Review of Maja Horn's Masculinity after Trujillo: The Politics of Gender in Dominican Literature (University Press of Florida, 2014). ISBN 978-0-8130-4930-4, 203 pages
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University of California, Merced
Maja Horn's Masculinity after Trujillo is an important contribution to Dominican, Caribbean, and Latin American studies. After the introduction, the first chapter "De-tropicalizing the Trujillo Dictatorship and Dominican Masculinity" analyzes speeches by Rafael Trujillo, Joaquín Balaguer, and other nationalist Dominican letrados to unearth the keys to the Trujillato's discourse of masculinity, which, according to Horn, was in part a reaction to the long-lasting US occupation of the Dominican Republic and its imposition of a racialized imperial masculinity. The title of Chapter two, "One Phallus for Another: Post-dictatorial Political and Literary Canons," is a pun on the title of one of Doris Sommer's books, One Master for Another: Populism as Patriarchal Rhetoric in Dominican Novels. In it, the author carries out a close analysis of two novels by Marcio Veloz Maggiolo, De abril en adelante and Uña y carne, to show how even leftist-leaning Dominican intellectuals reinforced this same rhetoric of masculinity during Balaguer's governments, thus indirectly naturalizing authoritarianism. Horn argues that the attempts by Dominican canonical writers to emasculate the image of Trujillo as the country's most virile man reproduce the same masculinist ideology popularized by his government. In fact, they reduce serious political problems to the sexual prowess of the dictator's phallus. In her view, Veloz Maggiolo and other authors reproduce hegemonic notions of gender and sexuality that limit their vision of political resistance.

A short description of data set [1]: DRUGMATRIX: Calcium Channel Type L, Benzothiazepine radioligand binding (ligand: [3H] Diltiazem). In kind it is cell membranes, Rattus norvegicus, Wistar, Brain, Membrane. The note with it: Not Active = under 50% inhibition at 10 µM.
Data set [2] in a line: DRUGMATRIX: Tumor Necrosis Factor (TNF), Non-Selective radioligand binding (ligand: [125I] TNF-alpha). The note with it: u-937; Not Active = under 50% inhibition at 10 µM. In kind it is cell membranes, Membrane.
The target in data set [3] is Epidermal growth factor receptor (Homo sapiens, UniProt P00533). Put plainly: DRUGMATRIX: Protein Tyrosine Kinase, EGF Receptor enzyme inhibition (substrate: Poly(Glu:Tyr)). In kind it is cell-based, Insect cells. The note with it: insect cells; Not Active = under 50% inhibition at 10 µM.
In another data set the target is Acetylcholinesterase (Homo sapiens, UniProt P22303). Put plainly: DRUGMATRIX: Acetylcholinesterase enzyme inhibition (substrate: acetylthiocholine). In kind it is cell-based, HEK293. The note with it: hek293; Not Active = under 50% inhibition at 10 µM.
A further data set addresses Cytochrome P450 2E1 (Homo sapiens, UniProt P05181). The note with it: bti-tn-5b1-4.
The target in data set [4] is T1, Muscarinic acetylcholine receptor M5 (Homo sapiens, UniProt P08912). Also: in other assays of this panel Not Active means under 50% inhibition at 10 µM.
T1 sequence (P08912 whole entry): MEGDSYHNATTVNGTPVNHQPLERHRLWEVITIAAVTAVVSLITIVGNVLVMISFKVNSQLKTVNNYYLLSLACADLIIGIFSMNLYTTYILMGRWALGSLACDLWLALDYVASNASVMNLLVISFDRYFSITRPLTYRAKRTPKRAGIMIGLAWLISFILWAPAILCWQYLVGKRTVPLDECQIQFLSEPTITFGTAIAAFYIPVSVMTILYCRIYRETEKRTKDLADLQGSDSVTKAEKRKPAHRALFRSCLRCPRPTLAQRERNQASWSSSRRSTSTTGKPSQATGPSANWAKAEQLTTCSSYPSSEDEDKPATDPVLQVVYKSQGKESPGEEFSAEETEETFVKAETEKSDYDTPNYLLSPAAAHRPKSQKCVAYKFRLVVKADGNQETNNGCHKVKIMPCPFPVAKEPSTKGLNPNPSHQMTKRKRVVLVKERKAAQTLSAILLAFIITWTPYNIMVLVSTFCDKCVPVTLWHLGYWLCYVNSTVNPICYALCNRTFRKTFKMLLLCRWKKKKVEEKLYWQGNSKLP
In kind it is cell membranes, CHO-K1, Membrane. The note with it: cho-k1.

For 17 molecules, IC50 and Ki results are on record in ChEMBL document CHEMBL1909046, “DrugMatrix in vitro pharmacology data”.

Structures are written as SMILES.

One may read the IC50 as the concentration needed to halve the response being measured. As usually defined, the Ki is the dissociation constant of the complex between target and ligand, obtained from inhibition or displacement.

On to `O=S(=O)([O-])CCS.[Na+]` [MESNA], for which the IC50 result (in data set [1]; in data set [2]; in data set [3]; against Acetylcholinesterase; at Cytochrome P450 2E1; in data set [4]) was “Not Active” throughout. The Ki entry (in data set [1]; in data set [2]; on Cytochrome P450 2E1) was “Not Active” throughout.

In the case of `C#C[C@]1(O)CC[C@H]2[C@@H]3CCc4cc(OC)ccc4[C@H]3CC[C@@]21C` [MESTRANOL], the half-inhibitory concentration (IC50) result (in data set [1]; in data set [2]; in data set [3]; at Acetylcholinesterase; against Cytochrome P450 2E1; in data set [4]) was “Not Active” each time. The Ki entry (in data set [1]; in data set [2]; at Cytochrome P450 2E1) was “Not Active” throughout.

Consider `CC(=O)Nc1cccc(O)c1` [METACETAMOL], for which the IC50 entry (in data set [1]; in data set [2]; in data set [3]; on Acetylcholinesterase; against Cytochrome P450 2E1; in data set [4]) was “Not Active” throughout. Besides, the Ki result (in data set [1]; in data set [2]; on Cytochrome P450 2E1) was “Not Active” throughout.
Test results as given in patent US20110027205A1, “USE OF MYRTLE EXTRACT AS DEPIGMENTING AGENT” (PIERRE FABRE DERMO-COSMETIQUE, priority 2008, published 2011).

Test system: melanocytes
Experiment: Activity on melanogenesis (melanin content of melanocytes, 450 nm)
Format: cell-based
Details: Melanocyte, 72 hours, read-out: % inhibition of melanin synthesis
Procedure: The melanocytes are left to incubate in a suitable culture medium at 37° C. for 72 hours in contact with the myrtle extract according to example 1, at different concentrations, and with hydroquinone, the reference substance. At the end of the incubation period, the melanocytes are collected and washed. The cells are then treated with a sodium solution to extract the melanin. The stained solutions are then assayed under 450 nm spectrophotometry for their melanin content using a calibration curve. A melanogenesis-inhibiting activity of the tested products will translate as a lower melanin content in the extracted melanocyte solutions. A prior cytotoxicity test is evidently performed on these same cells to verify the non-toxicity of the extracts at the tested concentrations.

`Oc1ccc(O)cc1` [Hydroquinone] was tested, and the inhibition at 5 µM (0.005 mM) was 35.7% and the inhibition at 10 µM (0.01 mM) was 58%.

The third chapter, "Engendering Resistance: Hilma Contreras's Counternarratives," rescues Contreras's important counter-narratives of resistance, which challenge mainstream notions of honor, masculinity, and sexuality, and propose the recovery of the Trujillato's cultural practices for anti-hegemonic ends. Horn focuses on the representation of Dominican gender formations in three works by Contreras: 4 cuentos, Doña Endrina de Calatayud, and La tierra está bramando. She also looks at how Dominican cultural practices foster anti-hegemonic alliances and collective forms of action. According to the author, Contreras's writing presents silence as a site of resistance during the Trujillato. Her novel La tierra está bramando provides examples of strategies of resistance, such as the strategic use of feminity (being seen as a harmless and apolitical subject) beyond masculinist cultural logics and hyper-sexualized imaginary. The author proposes the recovery of the Trujillato's cultural practices for anti-hegemonic ends and proves that the return of the Dominican diaspora has, in many cases, reinforced hegemonic, masculinist Dominican notions.